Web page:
Making a collective difference

October 3, 2018

Sunderland College will join forces with Northumberland College in 2019 to create a regionwide powerhouse for post-16 education. The former’s principal and CEO, Ellen Thinnesen, put North East Times in the picture

Join Principal and CEO Ellen Thinnesen on a whistle stop tour of Sunderland College’s impressive Bede Campus and it’s impossible to ignore a burning passion for her work and a close connection with staff and students alike. Around every corner and at every turn there’s a welcoming smile and a friendly exchange – whether she’s chatting to the housekeeping starting their early evening shift, checking up on the new faces still settling in to an exciting yet unfamiliar learning environment, or discussing fresh opportunities with equally engaging colleagues.

A qualified nurse and mother of two, it’s clear that Ellen approaches a demanding role with the care and understanding that underpinned her early years as a single parent seeking to progress in the medical profession. And if the unique challenges associated with senior management inevitably eat into her precious time, then Ellen is never happier than at the coalface of her beloved college.

First and foremost, the public face of Sunderland College is a people person.

“My first career was in nursing, which is a nurturing profession,” she says. “What I loved most about that job was the difference that you can make to people’s lives.

“But the more that you progress up the career ladder and the more removed you become from frontline services, I think the more important it becomes to stay in touch with all of that.”

Even with her diary at its most congested, Ellen still makes time for her students. The positive atmosphere bringing the Bede campus to life suggests it’s time well spent.

“I have regular focus groups with students,” she adds. “Many talk to me regularly – either on social media or face to face. It’s not unusual for a student to email me and tell me what they want.

“Last year, for example, I had several lunch meetings with our students with special educational needs. The purpose of those meetings was for them to tell me what they loved about the college but what needed to improve. I wanted to help them drive change and drive improvements – which they did.

“I have a small group of students working with me at the moment on improving the estate. They are doing reviews with their iPads to see what needs to improve and reporting back to me directly.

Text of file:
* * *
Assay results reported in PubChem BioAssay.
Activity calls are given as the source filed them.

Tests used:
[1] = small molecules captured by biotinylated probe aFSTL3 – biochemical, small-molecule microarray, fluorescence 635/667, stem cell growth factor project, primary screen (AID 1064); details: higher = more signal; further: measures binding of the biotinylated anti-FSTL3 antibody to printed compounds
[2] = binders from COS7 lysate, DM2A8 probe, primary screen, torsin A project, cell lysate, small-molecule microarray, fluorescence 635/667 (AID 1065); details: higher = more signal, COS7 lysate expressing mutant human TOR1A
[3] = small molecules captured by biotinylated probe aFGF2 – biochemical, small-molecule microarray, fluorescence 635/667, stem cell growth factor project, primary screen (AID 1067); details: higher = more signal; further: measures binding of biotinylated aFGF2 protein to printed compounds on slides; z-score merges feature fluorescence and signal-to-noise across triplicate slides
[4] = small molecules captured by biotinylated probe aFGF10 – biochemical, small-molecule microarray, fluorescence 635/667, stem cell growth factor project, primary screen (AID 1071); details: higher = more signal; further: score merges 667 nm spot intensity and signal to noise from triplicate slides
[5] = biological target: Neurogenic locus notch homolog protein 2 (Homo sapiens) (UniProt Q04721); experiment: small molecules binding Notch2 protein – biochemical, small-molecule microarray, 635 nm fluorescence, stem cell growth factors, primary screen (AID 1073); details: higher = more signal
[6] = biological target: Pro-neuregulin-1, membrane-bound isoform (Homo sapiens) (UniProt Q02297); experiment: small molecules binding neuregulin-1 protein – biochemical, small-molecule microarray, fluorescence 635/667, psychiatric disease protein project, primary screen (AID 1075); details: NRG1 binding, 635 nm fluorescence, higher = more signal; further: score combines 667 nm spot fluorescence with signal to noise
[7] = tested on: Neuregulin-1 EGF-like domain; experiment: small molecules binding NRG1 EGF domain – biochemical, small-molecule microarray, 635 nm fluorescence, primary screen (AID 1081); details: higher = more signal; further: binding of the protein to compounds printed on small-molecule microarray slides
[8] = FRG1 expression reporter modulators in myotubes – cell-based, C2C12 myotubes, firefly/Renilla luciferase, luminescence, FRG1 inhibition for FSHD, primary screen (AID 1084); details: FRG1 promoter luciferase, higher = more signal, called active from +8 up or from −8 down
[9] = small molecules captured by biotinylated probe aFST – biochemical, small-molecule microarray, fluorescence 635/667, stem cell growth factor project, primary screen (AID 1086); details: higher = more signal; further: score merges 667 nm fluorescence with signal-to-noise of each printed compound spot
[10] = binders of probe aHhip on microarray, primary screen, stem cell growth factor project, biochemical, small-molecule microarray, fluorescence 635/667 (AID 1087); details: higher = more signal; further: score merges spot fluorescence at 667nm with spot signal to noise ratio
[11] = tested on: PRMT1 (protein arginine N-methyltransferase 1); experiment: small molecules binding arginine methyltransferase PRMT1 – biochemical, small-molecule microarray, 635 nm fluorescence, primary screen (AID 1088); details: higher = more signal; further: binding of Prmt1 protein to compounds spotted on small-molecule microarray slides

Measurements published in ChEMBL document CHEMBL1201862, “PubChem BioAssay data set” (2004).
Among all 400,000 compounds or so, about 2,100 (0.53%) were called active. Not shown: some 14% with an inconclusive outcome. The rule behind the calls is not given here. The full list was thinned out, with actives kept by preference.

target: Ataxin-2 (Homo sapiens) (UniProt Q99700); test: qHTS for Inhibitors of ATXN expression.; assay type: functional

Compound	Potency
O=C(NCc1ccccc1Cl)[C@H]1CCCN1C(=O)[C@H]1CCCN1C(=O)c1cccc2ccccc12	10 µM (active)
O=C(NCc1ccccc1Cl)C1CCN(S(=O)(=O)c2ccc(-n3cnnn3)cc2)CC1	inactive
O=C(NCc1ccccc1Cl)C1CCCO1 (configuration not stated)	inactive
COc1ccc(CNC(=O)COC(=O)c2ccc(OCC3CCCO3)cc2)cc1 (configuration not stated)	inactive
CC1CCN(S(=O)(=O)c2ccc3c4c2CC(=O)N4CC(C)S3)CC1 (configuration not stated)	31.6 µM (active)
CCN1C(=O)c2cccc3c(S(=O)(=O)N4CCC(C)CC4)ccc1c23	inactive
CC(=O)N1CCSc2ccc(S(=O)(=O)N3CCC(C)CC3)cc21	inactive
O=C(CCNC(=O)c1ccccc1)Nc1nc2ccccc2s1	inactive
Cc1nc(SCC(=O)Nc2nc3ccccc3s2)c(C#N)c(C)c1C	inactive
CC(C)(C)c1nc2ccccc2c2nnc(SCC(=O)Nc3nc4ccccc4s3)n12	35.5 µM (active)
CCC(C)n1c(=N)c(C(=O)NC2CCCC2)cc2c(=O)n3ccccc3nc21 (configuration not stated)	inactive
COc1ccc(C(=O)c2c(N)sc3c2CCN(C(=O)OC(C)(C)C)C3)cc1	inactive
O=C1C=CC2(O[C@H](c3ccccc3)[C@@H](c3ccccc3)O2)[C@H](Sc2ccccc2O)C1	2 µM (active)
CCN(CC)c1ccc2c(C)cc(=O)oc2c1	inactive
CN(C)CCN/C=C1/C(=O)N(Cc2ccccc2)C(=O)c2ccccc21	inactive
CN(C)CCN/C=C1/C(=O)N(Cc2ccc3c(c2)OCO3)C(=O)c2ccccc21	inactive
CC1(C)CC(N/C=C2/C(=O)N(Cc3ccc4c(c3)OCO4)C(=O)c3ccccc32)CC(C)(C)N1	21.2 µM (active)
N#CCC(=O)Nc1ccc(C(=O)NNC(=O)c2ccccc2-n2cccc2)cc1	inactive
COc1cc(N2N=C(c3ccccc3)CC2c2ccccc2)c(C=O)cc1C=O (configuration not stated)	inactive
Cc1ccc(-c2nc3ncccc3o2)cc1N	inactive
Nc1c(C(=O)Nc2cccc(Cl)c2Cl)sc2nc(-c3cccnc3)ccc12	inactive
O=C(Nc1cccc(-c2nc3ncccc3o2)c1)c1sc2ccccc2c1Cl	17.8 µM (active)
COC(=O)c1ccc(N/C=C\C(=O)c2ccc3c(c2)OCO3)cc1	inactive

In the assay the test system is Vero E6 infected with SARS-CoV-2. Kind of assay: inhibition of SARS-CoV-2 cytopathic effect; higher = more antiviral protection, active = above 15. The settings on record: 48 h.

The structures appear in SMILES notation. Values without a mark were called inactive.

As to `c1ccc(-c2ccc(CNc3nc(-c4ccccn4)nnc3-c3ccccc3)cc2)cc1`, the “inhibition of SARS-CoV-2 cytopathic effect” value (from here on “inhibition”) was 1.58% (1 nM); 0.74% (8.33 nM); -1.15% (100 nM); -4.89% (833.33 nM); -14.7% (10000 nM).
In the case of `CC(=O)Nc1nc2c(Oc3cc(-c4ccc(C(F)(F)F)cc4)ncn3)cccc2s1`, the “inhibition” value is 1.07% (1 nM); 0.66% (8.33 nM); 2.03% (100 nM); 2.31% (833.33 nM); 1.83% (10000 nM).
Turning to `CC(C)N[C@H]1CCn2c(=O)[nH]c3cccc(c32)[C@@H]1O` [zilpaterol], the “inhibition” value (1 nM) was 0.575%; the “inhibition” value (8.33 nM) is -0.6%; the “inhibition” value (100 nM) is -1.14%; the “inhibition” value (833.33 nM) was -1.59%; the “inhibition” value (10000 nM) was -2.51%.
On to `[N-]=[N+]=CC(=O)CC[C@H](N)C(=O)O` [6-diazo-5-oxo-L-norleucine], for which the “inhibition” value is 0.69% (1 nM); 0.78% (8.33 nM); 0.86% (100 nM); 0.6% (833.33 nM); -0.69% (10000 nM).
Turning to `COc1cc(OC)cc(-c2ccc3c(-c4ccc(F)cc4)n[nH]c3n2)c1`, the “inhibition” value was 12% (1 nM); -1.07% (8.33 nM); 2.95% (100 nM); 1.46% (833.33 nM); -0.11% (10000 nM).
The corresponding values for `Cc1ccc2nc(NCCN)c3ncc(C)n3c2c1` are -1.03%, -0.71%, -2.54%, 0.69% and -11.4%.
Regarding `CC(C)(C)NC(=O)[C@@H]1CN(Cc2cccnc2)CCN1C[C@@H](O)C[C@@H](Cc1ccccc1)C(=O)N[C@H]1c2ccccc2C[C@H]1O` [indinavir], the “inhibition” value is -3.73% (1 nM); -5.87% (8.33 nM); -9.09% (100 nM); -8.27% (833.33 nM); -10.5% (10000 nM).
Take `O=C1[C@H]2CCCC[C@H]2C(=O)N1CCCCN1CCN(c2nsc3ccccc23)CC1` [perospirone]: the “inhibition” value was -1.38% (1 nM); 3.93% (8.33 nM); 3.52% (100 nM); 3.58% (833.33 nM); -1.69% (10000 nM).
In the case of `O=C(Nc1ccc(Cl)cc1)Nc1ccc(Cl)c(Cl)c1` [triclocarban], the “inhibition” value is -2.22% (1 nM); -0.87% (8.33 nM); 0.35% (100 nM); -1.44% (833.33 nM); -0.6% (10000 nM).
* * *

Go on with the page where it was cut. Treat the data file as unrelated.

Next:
They tell me their ideas for how the estate can become more student friendly.

“We are about to launch a strategic plan that had full student engagement. We have students on our governing body so they are everywhere. I talk to them a lot and it’s what helps me to remember why I’m actually here! When you hear them and you see them they are just fantastic.”

January will mark the third anniversary of Ellen’s move from Manchester to Wearside. During that time she has challenged staff to buy into an ambitious long-term plan that has included the acquisition of Hartlepool Sixth Form College and the decision to join forces with Northumberland College. Almost three years in and it feels as if Ellen’s mission to establish Sunderland as a top 10 college nationally is gathering pace and reaping rewards.

“I knew the college had huge potential,” she adds. “I knew it had a strong track record and had enjoyed many successes. That was important as I wanted something that I could build upon. At the same time, I felt that when I came here there needed to be more ambition, more confidence and a greater aspiration to push the college beyond being a good organisation.

“I could see it could be truly outstanding and truly excellent in everything that it was doing.

“But I came to Sunderland at just the right time – at a time when the city was galvanised. The business community, the city council and the university were working really well together and we were building up to submitting for City of Culture.

“It felt like there was such a momentum in Sunderland and there is still is. There are people who are incredibly ambitious for the city and it felt like the right time to apply that same approach within the college. All it needed was that push, that ambition and that confidence to take it to where it needed to go.”